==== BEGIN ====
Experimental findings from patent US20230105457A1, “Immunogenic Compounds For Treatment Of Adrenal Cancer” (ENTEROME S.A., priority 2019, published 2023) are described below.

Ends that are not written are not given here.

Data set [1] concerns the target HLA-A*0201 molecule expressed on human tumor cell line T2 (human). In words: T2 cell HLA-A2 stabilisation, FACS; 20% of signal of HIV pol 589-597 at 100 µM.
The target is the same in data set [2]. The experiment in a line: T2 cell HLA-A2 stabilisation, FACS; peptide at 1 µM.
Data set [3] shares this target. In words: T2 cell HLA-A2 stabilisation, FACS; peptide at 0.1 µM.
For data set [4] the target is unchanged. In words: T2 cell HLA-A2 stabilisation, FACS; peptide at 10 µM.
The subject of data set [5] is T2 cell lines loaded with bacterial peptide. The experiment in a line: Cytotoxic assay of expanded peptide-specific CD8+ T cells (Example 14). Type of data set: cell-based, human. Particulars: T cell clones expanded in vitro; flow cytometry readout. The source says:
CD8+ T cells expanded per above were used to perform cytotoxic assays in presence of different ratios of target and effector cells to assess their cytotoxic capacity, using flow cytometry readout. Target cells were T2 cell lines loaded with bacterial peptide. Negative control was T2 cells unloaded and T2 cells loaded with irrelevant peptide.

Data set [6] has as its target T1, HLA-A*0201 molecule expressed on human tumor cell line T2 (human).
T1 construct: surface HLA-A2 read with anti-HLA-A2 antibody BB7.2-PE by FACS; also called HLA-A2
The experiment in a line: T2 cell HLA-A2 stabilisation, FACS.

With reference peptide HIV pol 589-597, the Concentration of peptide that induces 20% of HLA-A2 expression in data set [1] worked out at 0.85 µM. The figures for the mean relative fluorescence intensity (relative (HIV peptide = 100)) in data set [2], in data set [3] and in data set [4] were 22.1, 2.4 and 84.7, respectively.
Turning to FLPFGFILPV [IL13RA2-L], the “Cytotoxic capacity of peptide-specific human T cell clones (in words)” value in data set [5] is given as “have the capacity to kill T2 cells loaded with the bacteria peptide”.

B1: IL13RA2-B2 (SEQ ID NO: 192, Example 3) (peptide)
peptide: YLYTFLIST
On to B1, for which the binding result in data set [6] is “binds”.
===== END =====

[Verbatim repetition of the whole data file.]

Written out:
Experimental findings from patent US20230105457A1, “Immunogenic Compounds For Treatment Of Adrenal Cancer” (ENTEROME S.A., priority 2019, published 2023) are described below.

Ends that are not written are not given here.

Data set [1] concerns the target HLA-A*0201 molecule expressed on human tumor cell line T2 (human). In words: T2 cell HLA-A2 stabilisation, FACS; 20% of signal of HIV pol 589-597 at 100 µM.
The target is the same in data set [2]. The experiment in a line: T2 cell HLA-A2 stabilisation, FACS; peptide at 1 µM.
Data set [3] shares this target. In words: T2 cell HLA-A2 stabilisation, FACS; peptide at 0.1 µM.
For data set [4] the target is unchanged. In words: T2 cell HLA-A2 stabilisation, FACS; peptide at 10 µM.
The subject of data set [5] is T2 cell lines loaded with bacterial peptide. The experiment in a line: Cytotoxic assay of expanded peptide-specific CD8+ T cells (Example 14). Type of data set: cell-based, human. Particulars: T cell clones expanded in vitro; flow cytometry readout. The source says:
CD8+ T cells expanded per above were used to perform cytotoxic assays in presence of different ratios of target and effector cells to assess their cytotoxic capacity, using flow cytometry readout. Target cells were T2 cell lines loaded with bacterial peptide. Negative control was T2 cells unloaded and T2 cells loaded with irrelevant peptide.

Data set [6] has as its target T1, HLA-A*0201 molecule expressed on human tumor cell line T2 (human).
T1 construct: surface HLA-A2 read with anti-HLA-A2 antibody BB7.2-PE by FACS; also called HLA-A2
The experiment in a line: T2 cell HLA-A2 stabilisation, FACS.

With reference peptide HIV pol 589-597, the Concentration of peptide that induces 20% of HLA-A2 expression in data set [1] worked out at 0.85 µM. The figures for the mean relative fluorescence intensity (relative (HIV peptide = 100)) in data set [2], in data set [3] and in data set [4] were 22.1, 2.4 and 84.7, respectively.
Turning to FLPFGFILPV [IL13RA2-L], the “Cytotoxic capacity of peptide-specific human T cell clones (in words)” value in data set [5] is given as “have the capacity to kill T2 cells loaded with the bacteria peptide”.

B1: IL13RA2-B2 (SEQ ID NO: 192, Example 3) (peptide)
peptide: YLYTFLIST
On to B1, for which the binding result in data set [6] is “binds”.